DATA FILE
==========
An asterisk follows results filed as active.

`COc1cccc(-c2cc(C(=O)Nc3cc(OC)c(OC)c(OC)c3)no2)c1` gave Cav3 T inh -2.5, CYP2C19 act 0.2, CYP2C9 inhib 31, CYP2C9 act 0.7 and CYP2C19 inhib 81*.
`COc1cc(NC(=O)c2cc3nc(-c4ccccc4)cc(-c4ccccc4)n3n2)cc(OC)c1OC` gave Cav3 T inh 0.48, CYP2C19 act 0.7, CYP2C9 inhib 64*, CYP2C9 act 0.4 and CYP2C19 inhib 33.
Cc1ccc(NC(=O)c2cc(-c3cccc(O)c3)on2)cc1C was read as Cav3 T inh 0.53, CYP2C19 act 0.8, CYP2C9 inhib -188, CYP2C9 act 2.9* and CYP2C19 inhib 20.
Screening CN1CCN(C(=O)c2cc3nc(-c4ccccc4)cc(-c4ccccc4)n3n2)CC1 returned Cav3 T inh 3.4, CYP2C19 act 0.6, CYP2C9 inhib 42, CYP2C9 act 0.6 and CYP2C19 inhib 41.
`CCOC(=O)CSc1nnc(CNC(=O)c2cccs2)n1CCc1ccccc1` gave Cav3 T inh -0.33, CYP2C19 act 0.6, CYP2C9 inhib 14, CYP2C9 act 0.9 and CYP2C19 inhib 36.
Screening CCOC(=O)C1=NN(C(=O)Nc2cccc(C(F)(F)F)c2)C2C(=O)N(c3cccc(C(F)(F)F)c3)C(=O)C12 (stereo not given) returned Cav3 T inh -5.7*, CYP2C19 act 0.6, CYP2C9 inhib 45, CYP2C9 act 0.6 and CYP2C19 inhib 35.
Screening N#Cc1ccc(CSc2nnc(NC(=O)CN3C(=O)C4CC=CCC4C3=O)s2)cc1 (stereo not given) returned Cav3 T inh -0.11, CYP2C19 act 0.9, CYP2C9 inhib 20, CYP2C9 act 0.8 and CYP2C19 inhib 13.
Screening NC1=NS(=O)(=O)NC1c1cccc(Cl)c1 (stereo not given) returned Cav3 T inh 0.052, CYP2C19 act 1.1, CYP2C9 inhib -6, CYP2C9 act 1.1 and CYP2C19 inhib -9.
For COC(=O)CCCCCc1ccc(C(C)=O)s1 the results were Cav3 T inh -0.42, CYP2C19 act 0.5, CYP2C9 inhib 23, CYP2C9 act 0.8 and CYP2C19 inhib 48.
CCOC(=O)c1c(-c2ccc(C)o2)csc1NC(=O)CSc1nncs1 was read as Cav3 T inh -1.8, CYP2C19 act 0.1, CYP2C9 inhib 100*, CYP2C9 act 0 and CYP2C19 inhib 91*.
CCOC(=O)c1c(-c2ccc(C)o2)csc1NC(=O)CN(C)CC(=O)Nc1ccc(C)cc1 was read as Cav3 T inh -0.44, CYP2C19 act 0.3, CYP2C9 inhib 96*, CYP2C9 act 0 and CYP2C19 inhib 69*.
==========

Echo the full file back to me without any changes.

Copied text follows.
An asterisk follows results filed as active.

`COc1cccc(-c2cc(C(=O)Nc3cc(OC)c(OC)c(OC)c3)no2)c1` gave Cav3 T inh -2.5, CYP2C19 act 0.2, CYP2C9 inhib 31, CYP2C9 act 0.7 and CYP2C19 inhib 81*.
`COc1cc(NC(=O)c2cc3nc(-c4ccccc4)cc(-c4ccccc4)n3n2)cc(OC)c1OC` gave Cav3 T inh 0.48, CYP2C19 act 0.7, CYP2C9 inhib 64*, CYP2C9 act 0.4 and CYP2C19 inhib 33.
Cc1ccc(NC(=O)c2cc(-c3cccc(O)c3)on2)cc1C was read as Cav3 T inh 0.53, CYP2C19 act 0.8, CYP2C9 inhib -188, CYP2C9 act 2.9* and CYP2C19 inhib 20.
Screening CN1CCN(C(=O)c2cc3nc(-c4ccccc4)cc(-c4ccccc4)n3n2)CC1 returned Cav3 T inh 3.4, CYP2C19 act 0.6, CYP2C9 inhib 42, CYP2C9 act 0.6 and CYP2C19 inhib 41.
`CCOC(=O)CSc1nnc(CNC(=O)c2cccs2)n1CCc1ccccc1` gave Cav3 T inh -0.33, CYP2C19 act 0.6, CYP2C9 inhib 14, CYP2C9 act 0.9 and CYP2C19 inhib 36.
Screening CCOC(=O)C1=NN(C(=O)Nc2cccc(C(F)(F)F)c2)C2C(=O)N(c3cccc(C(F)(F)F)c3)C(=O)C12 (stereo not given) returned Cav3 T inh -5.7*, CYP2C19 act 0.6, CYP2C9 inhib 45, CYP2C9 act 0.6 and CYP2C19 inhib 35.
Screening N#Cc1ccc(CSc2nnc(NC(=O)CN3C(=O)C4CC=CCC4C3=O)s2)cc1 (stereo not given) returned Cav3 T inh -0.11, CYP2C19 act 0.9, CYP2C9 inhib 20, CYP2C9 act 0.8 and CYP2C19 inhib 13.
Screening NC1=NS(=O)(=O)NC1c1cccc(Cl)c1 (stereo not given) returned Cav3 T inh 0.052, CYP2C19 act 1.1, CYP2C9 inhib -6, CYP2C9 act 1.1 and CYP2C19 inhib -9.
For COC(=O)CCCCCc1ccc(C(C)=O)s1 the results were Cav3 T inh -0.42, CYP2C19 act 0.5, CYP2C9 inhib 23, CYP2C9 act 0.8 and CYP2C19 inhib 48.
CCOC(=O)c1c(-c2ccc(C)o2)csc1NC(=O)CSc1nncs1 was read as Cav3 T inh -1.8, CYP2C19 act 0.1, CYP2C9 inhib 100*, CYP2C9 act 0 and CYP2C19 inhib 91*.
CCOC(=O)c1c(-c2ccc(C)o2)csc1NC(=O)CN(C)CC(=O)Nc1ccc(C)cc1 was read as Cav3 T inh -0.44, CYP2C19 act 0.3, CYP2C9 inhib 96*, CYP2C9 act 0 and CYP2C19 inhib 69*.